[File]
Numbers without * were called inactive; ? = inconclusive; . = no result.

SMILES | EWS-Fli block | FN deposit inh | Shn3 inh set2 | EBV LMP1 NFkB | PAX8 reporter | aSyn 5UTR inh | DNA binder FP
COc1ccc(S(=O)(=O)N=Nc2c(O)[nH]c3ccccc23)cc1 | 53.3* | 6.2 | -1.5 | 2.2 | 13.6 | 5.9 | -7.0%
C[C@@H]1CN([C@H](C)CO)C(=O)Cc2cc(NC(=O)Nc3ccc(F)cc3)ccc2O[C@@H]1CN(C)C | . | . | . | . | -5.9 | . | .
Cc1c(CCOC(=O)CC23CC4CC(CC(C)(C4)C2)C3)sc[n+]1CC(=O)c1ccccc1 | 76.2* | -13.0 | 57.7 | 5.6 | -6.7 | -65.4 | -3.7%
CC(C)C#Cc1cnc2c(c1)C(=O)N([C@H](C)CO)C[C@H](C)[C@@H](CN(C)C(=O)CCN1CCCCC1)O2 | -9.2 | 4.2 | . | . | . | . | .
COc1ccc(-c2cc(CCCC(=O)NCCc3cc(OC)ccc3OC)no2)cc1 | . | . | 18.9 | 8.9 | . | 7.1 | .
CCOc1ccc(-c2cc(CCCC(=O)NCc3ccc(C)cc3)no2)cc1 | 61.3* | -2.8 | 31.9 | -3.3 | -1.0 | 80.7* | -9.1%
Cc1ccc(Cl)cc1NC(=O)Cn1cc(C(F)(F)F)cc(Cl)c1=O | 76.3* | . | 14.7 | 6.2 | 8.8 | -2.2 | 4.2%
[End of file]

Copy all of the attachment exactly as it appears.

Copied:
Numbers without * were called inactive; ? = inconclusive; . = no result.

SMILES | EWS-Fli block | FN deposit inh | Shn3 inh set2 | EBV LMP1 NFkB | PAX8 reporter | aSyn 5UTR inh | DNA binder FP
COc1ccc(S(=O)(=O)N=Nc2c(O)[nH]c3ccccc23)cc1 | 53.3* | 6.2 | -1.5 | 2.2 | 13.6 | 5.9 | -7.0%
C[C@@H]1CN([C@H](C)CO)C(=O)Cc2cc(NC(=O)Nc3ccc(F)cc3)ccc2O[C@@H]1CN(C)C | . | . | . | . | -5.9 | . | .
Cc1c(CCOC(=O)CC23CC4CC(CC(C)(C4)C2)C3)sc[n+]1CC(=O)c1ccccc1 | 76.2* | -13.0 | 57.7 | 5.6 | -6.7 | -65.4 | -3.7%
CC(C)C#Cc1cnc2c(c1)C(=O)N([C@H](C)CO)C[C@H](C)[C@@H](CN(C)C(=O)CCN1CCCCC1)O2 | -9.2 | 4.2 | . | . | . | . | .
COc1ccc(-c2cc(CCCC(=O)NCCc3cc(OC)ccc3OC)no2)cc1 | . | . | 18.9 | 8.9 | . | 7.1 | .
CCOc1ccc(-c2cc(CCCC(=O)NCc3ccc(C)cc3)no2)cc1 | 61.3* | -2.8 | 31.9 | -3.3 | -1.0 | 80.7* | -9.1%
Cc1ccc(Cl)cc1NC(=O)Cn1cc(C(F)(F)F)cc(Cl)c1=O | 76.3* | . | 14.7 | 6.2 | 8.8 | -2.2 | 4.2%